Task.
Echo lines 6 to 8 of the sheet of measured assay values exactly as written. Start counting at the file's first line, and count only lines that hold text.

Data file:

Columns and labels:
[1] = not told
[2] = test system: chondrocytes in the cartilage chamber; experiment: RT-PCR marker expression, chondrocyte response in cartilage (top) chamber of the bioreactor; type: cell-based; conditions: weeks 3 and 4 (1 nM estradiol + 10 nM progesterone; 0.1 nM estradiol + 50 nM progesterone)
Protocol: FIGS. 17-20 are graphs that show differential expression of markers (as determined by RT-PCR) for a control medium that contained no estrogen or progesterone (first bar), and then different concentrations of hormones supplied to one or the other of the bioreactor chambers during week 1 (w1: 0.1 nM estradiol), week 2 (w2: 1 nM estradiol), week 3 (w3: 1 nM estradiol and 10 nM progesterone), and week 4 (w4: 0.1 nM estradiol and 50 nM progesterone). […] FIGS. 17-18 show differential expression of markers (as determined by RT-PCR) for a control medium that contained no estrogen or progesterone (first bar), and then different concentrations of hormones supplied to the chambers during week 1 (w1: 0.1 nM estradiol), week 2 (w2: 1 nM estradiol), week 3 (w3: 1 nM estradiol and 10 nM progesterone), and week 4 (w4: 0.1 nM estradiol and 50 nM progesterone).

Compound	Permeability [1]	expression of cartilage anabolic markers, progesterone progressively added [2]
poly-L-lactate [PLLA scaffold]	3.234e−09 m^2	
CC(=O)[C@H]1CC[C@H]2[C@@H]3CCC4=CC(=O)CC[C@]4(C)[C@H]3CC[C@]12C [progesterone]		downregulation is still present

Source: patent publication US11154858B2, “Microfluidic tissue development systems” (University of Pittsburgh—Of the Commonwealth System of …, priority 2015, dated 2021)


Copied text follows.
poly-L-lactate [PLLA scaffold]	3.234e−09 m^2	
CC(=O)[C@H]1CC[C@H]2[C@@H]3CCC4=CC(=O)CC[C@]4(C)[C@H]3CC[C@]12C [progesterone]		downregulation is still present

Source: patent publication US11154858B2, “Microfluidic tissue development systems” (University of Pittsburgh—Of the Commonwealth System of …, priority 2015, dated 2021)